To Build a Fire Essay

271 WordsSep 28, 20122 Pages
“To Build a Fire” One of the points that Jack London is trying to make in his story “To Build a Fire” is that to survive, a person needs to have an imagination, and he makes this point very clearly in his descriptions of the physical environment, as well as in his use of the dog. The nameless man, a chechaquo in his first winter, does not recognize the “intangible pall” (100) that hangs over the land or “the absence of sun from the sky” which contributes to the “tremendous” strength of the cold (101). None of this made an impression on him, for “he was without imagination” (101). The man thinks of the old timer, who laid down the law “that no man must travel alone in the Klondike after fifty below” (106), but he fails to heed that warning. On the other hand, the dog “was depressed by the tremendous cold” (102). It has instinct, which allows it to experience a “vague but menacing apprehension” (102). The dog knew it was not good to travel in this cold (104). So the man without imagination makes a mistake. He builds his fire to dry his feet under a tree with snow in the branches. The snow falls, his fire goes out, and he dies in the cold. Too late, he realizes “the old timer in Sulphur Creek was right” (110), and the dog continued without him in search of other food and fire providers. In this way, London’s story tells us that those without imagination will perish in a harsh environment, while those who have it will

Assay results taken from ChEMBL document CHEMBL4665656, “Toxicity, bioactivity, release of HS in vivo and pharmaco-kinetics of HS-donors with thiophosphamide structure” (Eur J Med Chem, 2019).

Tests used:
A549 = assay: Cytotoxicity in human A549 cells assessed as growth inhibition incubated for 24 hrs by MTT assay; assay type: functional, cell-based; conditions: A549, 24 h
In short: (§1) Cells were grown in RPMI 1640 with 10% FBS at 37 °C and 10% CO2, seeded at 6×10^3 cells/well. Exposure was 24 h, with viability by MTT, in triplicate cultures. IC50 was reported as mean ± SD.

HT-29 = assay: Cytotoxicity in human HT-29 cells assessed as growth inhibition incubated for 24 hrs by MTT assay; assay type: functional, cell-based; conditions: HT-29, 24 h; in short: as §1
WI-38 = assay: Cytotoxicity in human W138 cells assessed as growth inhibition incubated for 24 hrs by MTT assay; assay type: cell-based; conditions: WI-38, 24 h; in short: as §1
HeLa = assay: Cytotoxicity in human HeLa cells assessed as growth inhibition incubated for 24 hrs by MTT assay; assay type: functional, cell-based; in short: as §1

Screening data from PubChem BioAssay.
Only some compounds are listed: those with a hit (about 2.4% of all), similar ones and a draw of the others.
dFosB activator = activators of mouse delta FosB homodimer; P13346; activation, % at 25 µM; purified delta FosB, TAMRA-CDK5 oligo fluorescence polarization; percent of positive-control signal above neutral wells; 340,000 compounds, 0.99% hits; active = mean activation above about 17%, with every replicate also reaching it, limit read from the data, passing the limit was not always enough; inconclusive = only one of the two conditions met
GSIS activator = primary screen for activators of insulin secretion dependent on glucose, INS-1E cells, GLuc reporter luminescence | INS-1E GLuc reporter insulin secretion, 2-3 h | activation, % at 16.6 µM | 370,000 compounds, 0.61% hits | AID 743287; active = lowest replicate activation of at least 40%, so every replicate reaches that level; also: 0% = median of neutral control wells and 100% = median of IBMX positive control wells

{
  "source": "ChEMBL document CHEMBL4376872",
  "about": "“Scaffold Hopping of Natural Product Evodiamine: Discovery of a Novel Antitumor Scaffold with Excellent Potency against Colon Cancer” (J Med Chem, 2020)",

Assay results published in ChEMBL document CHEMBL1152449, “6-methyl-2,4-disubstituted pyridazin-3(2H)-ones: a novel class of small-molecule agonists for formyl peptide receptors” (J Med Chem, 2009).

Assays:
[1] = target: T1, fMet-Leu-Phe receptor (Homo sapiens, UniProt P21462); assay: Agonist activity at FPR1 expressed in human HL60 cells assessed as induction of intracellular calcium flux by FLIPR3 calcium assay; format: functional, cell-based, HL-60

More about To Build a Fire Essay

Open Document